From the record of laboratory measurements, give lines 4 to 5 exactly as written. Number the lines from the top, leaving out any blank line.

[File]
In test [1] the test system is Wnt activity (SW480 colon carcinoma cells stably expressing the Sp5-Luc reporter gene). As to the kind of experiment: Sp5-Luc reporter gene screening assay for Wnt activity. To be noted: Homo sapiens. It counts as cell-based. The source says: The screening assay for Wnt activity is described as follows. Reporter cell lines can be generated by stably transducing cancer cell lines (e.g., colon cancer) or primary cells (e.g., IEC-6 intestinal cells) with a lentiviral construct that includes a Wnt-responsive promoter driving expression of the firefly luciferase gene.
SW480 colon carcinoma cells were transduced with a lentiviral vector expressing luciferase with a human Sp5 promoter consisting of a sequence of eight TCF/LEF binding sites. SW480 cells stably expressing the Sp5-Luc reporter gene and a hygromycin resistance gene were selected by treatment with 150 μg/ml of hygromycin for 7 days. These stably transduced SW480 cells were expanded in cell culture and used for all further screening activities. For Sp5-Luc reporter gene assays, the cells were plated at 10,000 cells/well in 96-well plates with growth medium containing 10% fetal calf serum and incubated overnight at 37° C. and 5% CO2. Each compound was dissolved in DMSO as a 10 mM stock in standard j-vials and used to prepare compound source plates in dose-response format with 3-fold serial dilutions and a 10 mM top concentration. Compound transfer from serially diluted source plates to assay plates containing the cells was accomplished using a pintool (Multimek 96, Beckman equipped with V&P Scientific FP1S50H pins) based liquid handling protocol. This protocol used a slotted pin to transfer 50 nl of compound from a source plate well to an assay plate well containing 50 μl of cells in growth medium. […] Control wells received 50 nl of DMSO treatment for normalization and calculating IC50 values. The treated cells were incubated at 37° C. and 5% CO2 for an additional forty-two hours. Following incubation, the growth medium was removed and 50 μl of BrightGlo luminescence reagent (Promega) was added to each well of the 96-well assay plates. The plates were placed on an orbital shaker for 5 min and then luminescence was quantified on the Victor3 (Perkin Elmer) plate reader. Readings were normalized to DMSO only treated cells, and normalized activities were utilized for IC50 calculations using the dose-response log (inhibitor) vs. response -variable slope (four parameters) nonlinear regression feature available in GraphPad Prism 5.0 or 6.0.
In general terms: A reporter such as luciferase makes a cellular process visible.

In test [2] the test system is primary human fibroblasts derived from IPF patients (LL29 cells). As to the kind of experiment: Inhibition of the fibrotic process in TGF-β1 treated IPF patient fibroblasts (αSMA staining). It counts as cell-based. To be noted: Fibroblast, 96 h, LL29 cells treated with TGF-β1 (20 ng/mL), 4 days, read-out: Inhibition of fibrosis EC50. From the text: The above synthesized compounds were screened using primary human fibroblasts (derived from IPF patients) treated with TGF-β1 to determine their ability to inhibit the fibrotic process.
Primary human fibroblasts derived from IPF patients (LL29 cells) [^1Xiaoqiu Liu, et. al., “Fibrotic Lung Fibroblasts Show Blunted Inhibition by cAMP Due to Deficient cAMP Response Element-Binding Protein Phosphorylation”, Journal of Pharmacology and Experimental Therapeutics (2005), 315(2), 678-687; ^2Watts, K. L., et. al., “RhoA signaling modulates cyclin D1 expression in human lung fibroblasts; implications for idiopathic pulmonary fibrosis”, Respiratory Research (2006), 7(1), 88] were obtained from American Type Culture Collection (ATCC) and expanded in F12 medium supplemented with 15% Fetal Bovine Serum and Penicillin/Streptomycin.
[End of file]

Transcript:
In test [2] the test system is primary human fibroblasts derived from IPF patients (LL29 cells). As to the kind of experiment: Inhibition of the fibrotic process in TGF-β1 treated IPF patient fibroblasts (αSMA staining). It counts as cell-based. To be noted: Fibroblast, 96 h, LL29 cells treated with TGF-β1 (20 ng/mL), 4 days, read-out: Inhibition of fibrosis EC50. From the text: The above synthesized compounds were screened using primary human fibroblasts (derived from IPF patients) treated with TGF-β1 to determine their ability to inhibit the fibrotic process.
Primary human fibroblasts derived from IPF patients (LL29 cells) [^1Xiaoqiu Liu, et. al., “Fibrotic Lung Fibroblasts Show Blunted Inhibition by cAMP Due to Deficient cAMP Response Element-Binding Protein Phosphorylation”, Journal of Pharmacology and Experimental Therapeutics (2005), 315(2), 678-687; ^2Watts, K. L., et. al., “RhoA signaling modulates cyclin D1 expression in human lung fibroblasts; implications for idiopathic pulmonary fibrosis”, Respiratory Research (2006), 7(1), 88] were obtained from American Type Culture Collection (ATCC) and expanded in F12 medium supplemented with 15% Fetal Bovine Serum and Penicillin/Streptomycin.